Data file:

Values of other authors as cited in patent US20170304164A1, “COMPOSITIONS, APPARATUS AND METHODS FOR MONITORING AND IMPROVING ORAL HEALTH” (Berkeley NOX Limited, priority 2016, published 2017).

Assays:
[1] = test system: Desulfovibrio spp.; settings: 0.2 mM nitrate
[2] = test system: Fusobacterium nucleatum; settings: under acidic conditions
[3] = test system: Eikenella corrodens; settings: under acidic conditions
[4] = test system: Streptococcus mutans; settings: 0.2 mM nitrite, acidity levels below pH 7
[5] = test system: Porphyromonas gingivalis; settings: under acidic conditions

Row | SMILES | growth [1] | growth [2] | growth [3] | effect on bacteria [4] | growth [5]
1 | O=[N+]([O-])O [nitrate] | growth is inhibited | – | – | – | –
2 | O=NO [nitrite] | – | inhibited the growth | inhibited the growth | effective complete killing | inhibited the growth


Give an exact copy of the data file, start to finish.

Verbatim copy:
Values of other authors as cited in patent US20170304164A1, “COMPOSITIONS, APPARATUS AND METHODS FOR MONITORING AND IMPROVING ORAL HEALTH” (Berkeley NOX Limited, priority 2016, published 2017).

Assays:
[1] = test system: Desulfovibrio spp.; settings: 0.2 mM nitrate
[2] = test system: Fusobacterium nucleatum; settings: under acidic conditions
[3] = test system: Eikenella corrodens; settings: under acidic conditions
[4] = test system: Streptococcus mutans; settings: 0.2 mM nitrite, acidity levels below pH 7
[5] = test system: Porphyromonas gingivalis; settings: under acidic conditions

Row | SMILES | growth [1] | growth [2] | growth [3] | effect on bacteria [4] | growth [5]
1 | O=[N+]([O-])O [nitrate] | growth is inhibited | – | – | – | –
2 | O=NO [nitrite] | – | inhibited the growth | inhibited the growth | effective complete killing | inhibited the growth